**Keep your eyes peeled in the new year as they many more will be added to my online shop.
Well the first day of Christmas was fun, but we must move on to day 2! This deal is for a Felted Soap Trio. 1 Unscented, 1 Lavender and 1 Green Apple. This would make a unique gift for those people who have everything or are hard to buy for. You can even maximize your Christmas spirit and give 2 away and keep one for yourself!
Its like a soap and washcloth in one!
These usually sell for $10 each or 3 for $25
Today's Deal ~ All 3 for $15
That's a 40% discount
Wet the soap and work it around in your hands until the later starts coming through the fibre. Use as you normally would. Wool is naturally antibacterial so this soap won't turn moldy in your shower. When not in use, store it in a self draining soap dish and the bar will last up to a year! As you use it the wool will felt tighter around the soap, so it just keeps getting better and better with each use :) These are my last 3 soaps. This last day for this deal will be Dec 5.
This soap is a vegetable/glycerin base. The wools used are Merino & Romney.
This year was a big success for both the sheep and wool shows in Drake Sk. The event kicked off with a wine and cheese sponsored by Granite Quarry Farms with sheep cheese from the Cheesery in Kitscoty. I have to say the maple/chive spreadable sheep cheese was the best I have ever tasted. It didn't hurt that the wine was my favourite too :P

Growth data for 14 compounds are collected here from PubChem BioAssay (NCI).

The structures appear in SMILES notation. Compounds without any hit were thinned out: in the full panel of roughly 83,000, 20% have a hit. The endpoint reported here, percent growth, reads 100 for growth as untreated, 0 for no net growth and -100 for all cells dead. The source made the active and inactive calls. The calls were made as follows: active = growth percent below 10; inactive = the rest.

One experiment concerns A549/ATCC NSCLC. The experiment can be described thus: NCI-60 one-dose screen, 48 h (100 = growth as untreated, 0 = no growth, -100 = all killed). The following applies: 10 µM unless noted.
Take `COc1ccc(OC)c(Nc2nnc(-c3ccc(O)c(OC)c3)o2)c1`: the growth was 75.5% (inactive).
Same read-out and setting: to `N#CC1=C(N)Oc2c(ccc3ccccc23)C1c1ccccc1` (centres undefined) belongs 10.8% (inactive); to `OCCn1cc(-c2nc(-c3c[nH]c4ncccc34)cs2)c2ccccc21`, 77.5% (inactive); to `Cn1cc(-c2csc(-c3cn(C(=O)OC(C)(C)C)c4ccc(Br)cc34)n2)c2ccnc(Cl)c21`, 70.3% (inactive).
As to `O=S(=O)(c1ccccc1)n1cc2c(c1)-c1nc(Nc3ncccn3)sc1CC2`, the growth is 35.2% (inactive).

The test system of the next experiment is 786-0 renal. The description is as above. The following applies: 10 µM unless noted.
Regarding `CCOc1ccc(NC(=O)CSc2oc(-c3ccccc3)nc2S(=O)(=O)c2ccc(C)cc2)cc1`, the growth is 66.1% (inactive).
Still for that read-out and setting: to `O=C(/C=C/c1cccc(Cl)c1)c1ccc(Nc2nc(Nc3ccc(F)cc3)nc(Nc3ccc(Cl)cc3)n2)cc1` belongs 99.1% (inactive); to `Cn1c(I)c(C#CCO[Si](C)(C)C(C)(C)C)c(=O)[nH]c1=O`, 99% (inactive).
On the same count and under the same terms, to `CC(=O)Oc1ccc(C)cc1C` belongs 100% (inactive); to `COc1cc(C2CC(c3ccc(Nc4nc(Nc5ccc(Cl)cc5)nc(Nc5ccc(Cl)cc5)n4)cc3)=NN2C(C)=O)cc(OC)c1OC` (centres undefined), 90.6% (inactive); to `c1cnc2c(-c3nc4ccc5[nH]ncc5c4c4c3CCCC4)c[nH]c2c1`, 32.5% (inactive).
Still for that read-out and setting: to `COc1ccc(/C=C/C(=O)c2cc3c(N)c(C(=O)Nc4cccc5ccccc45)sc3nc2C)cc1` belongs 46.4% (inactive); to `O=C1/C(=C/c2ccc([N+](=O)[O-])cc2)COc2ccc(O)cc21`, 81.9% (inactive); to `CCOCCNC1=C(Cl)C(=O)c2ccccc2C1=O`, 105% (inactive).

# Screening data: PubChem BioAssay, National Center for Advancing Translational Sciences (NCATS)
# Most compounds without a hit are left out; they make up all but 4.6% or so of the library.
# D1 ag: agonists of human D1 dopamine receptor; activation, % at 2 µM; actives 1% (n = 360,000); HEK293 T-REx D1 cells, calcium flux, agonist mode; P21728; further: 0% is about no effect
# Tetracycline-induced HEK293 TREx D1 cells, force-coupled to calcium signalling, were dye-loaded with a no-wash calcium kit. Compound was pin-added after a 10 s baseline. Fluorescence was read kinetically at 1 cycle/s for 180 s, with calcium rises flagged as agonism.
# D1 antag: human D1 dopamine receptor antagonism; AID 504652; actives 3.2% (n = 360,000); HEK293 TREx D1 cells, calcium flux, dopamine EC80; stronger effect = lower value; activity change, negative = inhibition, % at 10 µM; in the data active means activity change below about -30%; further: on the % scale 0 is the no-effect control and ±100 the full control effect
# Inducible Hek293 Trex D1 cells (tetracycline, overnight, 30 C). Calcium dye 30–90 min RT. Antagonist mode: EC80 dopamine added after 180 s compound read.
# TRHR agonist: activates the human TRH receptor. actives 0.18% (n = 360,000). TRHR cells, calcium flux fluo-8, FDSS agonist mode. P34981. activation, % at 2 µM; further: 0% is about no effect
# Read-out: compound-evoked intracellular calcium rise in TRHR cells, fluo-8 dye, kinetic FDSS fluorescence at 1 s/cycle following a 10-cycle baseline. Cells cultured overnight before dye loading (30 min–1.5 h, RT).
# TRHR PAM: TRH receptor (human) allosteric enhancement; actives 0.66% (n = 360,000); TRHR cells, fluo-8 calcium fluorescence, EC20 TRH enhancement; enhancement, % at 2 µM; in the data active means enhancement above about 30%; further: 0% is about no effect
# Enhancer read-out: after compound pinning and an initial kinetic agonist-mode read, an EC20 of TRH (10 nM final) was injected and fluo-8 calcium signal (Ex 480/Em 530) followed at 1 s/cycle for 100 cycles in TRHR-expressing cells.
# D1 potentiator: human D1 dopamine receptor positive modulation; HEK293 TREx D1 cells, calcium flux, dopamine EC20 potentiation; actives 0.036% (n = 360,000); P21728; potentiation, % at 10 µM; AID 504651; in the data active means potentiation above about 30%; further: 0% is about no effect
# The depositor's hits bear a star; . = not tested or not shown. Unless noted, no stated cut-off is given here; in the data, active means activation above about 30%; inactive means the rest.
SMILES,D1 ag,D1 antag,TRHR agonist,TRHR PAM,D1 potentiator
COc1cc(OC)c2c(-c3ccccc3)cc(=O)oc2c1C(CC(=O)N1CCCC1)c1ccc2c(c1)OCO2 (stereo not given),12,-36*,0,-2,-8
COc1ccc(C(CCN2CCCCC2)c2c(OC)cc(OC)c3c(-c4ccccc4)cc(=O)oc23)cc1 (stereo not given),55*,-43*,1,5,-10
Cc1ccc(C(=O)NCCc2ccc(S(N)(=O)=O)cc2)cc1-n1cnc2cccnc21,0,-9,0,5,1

I spent the whole weekend surrounded by sheep many of which are common in this province and the prairie provinces in general. Down breeds such as Dorset, Suffolk, N. Country Cheviot and Arcotts are known for their superior meat but I like them more for their wool. Down/Medium breeds have wool that has bulk without the weight. Their staple lengths average 3-5 inches and the fleeces can be quite large. To many of the producers in the sheep industry, the meat is the main focus and their wool takes a back burner, even though it also has a value. The point of the wool show is to show producers that there is another side to their industry and wool DOES have a value and as a renewable resource it can be productive over and over. Rambouillet sheep are also common in this province and their fleeces can be gorgeous. I bid on one that was entered into the wool show and won. Their fleeces fall into the fine category and can weigh between 9 - 14 lbs! Next year we are promised a Targhee fleece :P I am still learning and seeing more breeds this year was great. We had double the amount of fleeces entered this year compared to last and we even had an audience. We had the fleeces categorized by fine, medium (down) and coarse (longwools). Winners were awarded ribbons at the end of the show and I chose a coloured BFL X Corriedale to win the "Judges Choice" Ribbon. Prizes were awarded at the banquet on Saturday night. Special thanks to my friend Lindsay of Wired WhimZee for helping Val and I make everything go smoothly.